USPS to raise postal rates by 2.1% from January

USPS filed price changes with US regulators today, including notice to raise the price of a basic stamp for 1-oz letters by one cent to 45 cents, the first price rise for the basic “Forever Stamp” since May 2009.

Additional ounces for single-piece First Class Mail letters remains unchanged at 20 cents.

Other changes set to take effect on January 22 include a three-cent increase in postcards, to 32 cents, as well as increases to international letters which rise by five cents (to 85c) for Mexico or Canada-bound letters and by seven cents (to $1.05) to other destinations. Standard Mail letter rates are to rise by 1.9%.

Among USPS service categories there will be a 2.133% rate rise for First-Class Mail, Periodicals and Package Services.

Bulk Standard Mail will see a 2.124% increase.

Price cap

USPS said the overall average for its price increase would remain under the 2.1% rate of inflation, as measured by the Consumer Price Index.

However, the Postal Service is currently waiting to see whether Congress and the White House might enact legislation to force a higher postal rate rise in order to help with its $10bn annual losses. It is also seeking a stay until December on its request for an above-inflation rate rise to help counter the effects of the recent global recession.

There are also questions over what should happen to monopoly postal products that do not currently cover their costs, contravening US postal law.

Any move to significantly raise prices could be a mixed blessing for the struggling Postal Service, bringing potentially extra income, but also the possibility of more mailers being put off from using the mail.

Postmaster General Patrick Donahoe said today: “The overall average price increase is small and is needed to help address our current financial crisis.

“We continue to take actions within our control to increase revenue in other ways, and to aggressively cut costs. To return to a sound financial footing, we urgently need enactment of comprehensive, long-term legislation to provide the Postal Service with a more flexible business model.”

Special Offers

USPS said today that from January 22, it will be offering First-Class Mail Presort customers a second ounce for free when sending presorted letters, along the lines of this year’s “Reply Rides Free” initiative.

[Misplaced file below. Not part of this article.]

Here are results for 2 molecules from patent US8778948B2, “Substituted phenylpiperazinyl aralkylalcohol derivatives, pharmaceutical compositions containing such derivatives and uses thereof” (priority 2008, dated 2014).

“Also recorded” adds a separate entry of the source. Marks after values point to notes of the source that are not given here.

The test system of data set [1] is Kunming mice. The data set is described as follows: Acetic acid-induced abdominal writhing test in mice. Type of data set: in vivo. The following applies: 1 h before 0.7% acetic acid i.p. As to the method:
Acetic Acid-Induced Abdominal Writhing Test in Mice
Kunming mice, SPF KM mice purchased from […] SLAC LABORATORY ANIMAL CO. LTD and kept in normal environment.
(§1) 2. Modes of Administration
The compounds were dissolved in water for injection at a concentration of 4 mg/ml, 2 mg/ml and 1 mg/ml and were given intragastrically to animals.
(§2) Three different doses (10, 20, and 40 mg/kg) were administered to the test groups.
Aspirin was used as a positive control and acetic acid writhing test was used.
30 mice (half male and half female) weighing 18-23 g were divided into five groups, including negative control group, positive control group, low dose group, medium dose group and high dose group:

The move aims to make the sending of bills and statements more attractive via First Class Mail, since it would allow extra materials including advertising to go inside envelopes along with transactional documents.

“This gives companies expanded opportunities to advertise new services and products to their customers as part of bill and statement mailings,” explained Paul Vogel, president and chief marketing/sales officer at USPS.

USPS also said today it is launching a new three-month pricing option for PO boxes, which might attract people to rent a PO Box for short time periods.

Encouraging parcel volumes as it expands its Intelligent Mail visibility system for commercial parcels, USPS said the Delivery Confirmation service will be free for several parcel products.

The Postal Regulatory Commission has 45 days from today to review the price proposals in order to verify they fall under the price cap as defined by US postal legislation.

About The Author

Ian Taylor

Ian Taylor is the Editor of Triangle’s Mail & Express Review Magazine and the www.postandparcel.info portal. Ian has been a business journalist for almost 30 years, editing and writing for a wide range of magazines and newspapers with a particular focus on the transport and logistics industries.

News Archive

Advertisement

Advertisement

Travel Money sponsored by First Rate Exchange Services

Advertisement

MER Magazine


The Mail & Express Review (MER) Magazine is our quarterly print publication. Packed with original content and thought-provoking features, MER is a a must-read for those who want the inside track on the industry.

P&P Poll

Loading

When do you think that the majority of delivery vehicle fleets will be electrified?

Thank you for voting
You have already voted
Please select an option!




Pin It on Pinterest

Share This